But how can I vote for the Democratic Party, the party so inept that they are somehow managing to lose an election to a less articulate Oompa Loompa with delusions of grandeur? Do I vote for Gary Johnson in the interest of at least trying to bolster third parties; should I do that even if I don’t agree with a lot of his proposed policies? Do I step into the voting booth, close the curtain, and vote for no one, solely because for the sake of my conscience, that’s one minuscule step above not even dragging myself to vote at all?

Maybe I’m wrong for even thinking that third parties could be a way out; maybe the fundamental problem is that the people who are best suited to wielding political power on that scale, are the least likely to be attracted to the process of acquiring it. Maybe there really is no getting past that, and we get the leaders we deserve; they’re just getting worse because we’re getting worse, and everything else is irrelevant.

So yeah, this is what I’m thinking while pundits talk about poisoned Skittles or Pepe the frog being a secret Mossad Agent, or whatever the latest peak in stupid is. I could try to be cute and wrap up with how I’m voting for SMOD (Sweet Meteor O’ Death), but A)the idea of Earth being destroyed by a meteor absolutely scares the shit out of me and B) I’d rather just be honest and say I’m in despair right now, without any misplaced attempts at humor. When I try to think about politics, I’m in a place of complete despair.

*I’m certainly not saying that ISIS or something like it would never have existed were it not for the actions of the Bush administration; we’ll never know. But I don’t think it’s a stretch to say that the actions of the American government in the early 2000s were a significant contributing factor to the current situation in the Middle East.


9 thoughts on “The Greater Evil Problem”

  1. I probably won’t vote in this coming election. I could go on a long rant explaining why I think that is justified, but I’ll give the short version instead. I find none of these people are worthy of representing me so I won’t vote for them.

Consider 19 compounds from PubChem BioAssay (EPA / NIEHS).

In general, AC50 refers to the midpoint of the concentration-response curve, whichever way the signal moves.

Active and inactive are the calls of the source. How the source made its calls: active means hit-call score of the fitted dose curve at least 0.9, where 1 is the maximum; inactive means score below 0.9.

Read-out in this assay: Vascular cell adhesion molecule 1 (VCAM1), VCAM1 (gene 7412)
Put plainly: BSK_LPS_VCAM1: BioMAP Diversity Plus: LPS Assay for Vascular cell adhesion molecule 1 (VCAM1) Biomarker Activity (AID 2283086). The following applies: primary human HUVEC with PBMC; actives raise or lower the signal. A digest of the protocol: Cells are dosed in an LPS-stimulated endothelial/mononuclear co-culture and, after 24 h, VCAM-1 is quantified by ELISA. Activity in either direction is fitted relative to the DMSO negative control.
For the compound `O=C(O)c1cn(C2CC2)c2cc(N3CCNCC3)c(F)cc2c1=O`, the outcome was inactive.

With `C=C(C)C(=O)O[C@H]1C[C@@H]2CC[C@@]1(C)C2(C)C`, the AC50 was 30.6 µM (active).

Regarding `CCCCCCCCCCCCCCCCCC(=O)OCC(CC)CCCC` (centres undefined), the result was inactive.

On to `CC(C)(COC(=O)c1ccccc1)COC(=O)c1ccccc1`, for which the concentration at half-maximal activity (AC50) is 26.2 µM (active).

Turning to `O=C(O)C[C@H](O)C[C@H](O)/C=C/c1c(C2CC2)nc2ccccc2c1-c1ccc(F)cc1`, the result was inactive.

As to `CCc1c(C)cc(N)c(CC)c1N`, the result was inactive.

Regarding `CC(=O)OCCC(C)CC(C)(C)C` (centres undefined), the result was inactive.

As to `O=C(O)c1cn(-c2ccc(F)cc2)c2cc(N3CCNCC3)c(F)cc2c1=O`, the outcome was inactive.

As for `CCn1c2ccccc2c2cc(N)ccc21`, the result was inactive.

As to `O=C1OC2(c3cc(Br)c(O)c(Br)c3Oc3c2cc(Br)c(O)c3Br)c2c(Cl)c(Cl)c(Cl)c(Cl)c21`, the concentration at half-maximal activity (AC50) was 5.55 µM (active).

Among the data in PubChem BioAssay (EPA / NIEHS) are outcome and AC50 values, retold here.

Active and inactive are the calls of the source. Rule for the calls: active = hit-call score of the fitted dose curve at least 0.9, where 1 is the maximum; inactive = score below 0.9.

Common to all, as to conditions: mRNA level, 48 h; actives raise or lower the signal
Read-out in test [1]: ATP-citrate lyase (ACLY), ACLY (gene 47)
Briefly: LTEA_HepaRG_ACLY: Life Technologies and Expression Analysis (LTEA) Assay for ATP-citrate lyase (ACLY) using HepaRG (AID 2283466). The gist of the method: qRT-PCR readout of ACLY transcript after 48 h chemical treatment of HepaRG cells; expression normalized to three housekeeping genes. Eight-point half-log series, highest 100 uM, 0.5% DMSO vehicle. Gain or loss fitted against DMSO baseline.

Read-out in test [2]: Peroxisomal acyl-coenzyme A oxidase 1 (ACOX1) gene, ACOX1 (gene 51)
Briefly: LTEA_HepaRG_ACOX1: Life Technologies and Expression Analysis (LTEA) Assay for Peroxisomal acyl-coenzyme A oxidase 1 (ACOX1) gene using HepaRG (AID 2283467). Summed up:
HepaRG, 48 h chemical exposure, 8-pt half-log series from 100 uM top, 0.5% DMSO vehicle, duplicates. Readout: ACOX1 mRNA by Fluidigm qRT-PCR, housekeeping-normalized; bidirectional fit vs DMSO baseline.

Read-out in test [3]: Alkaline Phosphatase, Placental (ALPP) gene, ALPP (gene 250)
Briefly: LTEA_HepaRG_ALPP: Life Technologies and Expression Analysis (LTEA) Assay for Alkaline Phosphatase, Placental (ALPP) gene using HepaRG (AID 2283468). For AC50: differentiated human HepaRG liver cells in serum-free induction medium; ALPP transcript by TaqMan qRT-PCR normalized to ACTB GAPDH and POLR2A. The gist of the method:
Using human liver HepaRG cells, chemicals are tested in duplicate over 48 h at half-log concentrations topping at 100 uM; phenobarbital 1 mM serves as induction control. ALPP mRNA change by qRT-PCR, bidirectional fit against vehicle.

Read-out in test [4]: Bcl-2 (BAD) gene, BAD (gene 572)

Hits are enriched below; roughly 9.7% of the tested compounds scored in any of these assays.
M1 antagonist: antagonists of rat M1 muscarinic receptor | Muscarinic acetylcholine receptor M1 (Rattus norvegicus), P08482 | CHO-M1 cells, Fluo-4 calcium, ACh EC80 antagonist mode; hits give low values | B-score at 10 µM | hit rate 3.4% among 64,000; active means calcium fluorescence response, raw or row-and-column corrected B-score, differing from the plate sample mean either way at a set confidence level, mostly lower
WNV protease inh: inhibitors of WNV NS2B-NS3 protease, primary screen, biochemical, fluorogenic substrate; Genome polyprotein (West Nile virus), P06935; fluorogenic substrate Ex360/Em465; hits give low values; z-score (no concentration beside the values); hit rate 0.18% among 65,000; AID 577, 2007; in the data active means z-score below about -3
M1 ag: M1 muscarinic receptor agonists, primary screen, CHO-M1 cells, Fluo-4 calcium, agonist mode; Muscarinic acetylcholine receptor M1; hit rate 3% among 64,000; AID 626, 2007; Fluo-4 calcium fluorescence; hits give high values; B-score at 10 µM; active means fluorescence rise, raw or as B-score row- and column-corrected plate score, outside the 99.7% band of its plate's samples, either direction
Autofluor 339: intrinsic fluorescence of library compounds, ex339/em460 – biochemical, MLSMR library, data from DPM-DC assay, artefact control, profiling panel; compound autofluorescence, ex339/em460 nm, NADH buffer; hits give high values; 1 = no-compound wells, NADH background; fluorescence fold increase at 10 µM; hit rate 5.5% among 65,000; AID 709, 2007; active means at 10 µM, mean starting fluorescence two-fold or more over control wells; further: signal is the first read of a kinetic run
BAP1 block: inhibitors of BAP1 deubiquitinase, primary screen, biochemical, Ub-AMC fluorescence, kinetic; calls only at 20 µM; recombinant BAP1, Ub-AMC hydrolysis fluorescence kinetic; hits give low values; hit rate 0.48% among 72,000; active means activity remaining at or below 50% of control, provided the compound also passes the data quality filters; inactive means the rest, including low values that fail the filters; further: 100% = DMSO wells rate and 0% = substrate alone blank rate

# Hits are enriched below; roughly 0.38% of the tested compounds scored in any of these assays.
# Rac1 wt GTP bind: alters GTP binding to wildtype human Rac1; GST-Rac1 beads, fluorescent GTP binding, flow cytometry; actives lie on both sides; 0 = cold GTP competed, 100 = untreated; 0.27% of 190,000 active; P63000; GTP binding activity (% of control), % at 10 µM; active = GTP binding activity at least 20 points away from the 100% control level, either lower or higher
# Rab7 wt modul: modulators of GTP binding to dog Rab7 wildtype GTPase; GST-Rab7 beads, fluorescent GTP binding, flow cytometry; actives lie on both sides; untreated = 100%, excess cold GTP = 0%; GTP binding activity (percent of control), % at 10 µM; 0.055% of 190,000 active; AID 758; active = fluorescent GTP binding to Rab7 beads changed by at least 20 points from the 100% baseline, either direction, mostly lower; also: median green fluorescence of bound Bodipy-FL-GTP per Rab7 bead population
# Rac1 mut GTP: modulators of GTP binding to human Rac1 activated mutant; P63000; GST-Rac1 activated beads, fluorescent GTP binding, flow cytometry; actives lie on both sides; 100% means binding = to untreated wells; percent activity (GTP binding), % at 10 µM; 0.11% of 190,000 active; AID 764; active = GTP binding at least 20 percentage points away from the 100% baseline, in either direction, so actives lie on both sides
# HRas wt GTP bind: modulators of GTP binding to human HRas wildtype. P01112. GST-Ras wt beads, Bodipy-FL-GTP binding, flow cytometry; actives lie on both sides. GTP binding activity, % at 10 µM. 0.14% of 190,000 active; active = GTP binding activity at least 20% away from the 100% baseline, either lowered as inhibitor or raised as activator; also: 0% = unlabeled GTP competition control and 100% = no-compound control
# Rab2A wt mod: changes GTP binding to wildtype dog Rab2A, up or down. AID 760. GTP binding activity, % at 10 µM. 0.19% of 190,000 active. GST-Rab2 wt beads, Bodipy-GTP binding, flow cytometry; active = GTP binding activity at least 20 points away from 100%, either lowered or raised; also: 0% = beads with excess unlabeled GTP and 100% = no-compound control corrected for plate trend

I’m not spiteful enough to vote against Trump or Hilary as much as I dislike both of them. I’m not wise enough to feel I can accurately predict which of them is a worse choice. I think the fact that people find Hilary less threatening than Trump is worrisome in its own right. If I were going to cast a vote as damage control out of a sense of duty I’d vote for the person I expect other politicians and or the media to be more critical of. I’m not voting for Trump. Can’t do it.

    Something I’ve wondered since I was a kid is why we can only vote for one person. I’d be much more inclined to find representatives I actually like if it were possible to convince folks to vote for new ideas without offending their sense of duty.

    1. I’d rather get in the voting booth and literally vote for no one than not vote at all. If I don’t vote, then the reason can be misconstrued as whatever’s convenient– “the problem wasn’t with our candidate, millennials are just too lazy to vote,” etc. If I specifically make the effort to vote but don’t pick a candidate, it’s an explicit rejection of the candidates: sending a message that I am doing my civic duty by taking part in the political process, and the only viable option left to me is to register my dissatisfaction with my choices.

      Either that, or they’ll think I just got in the booth and simply forgot to vote >__<, but I'm hoping they get the whole "registering my dissatisfaction for posterity" thing.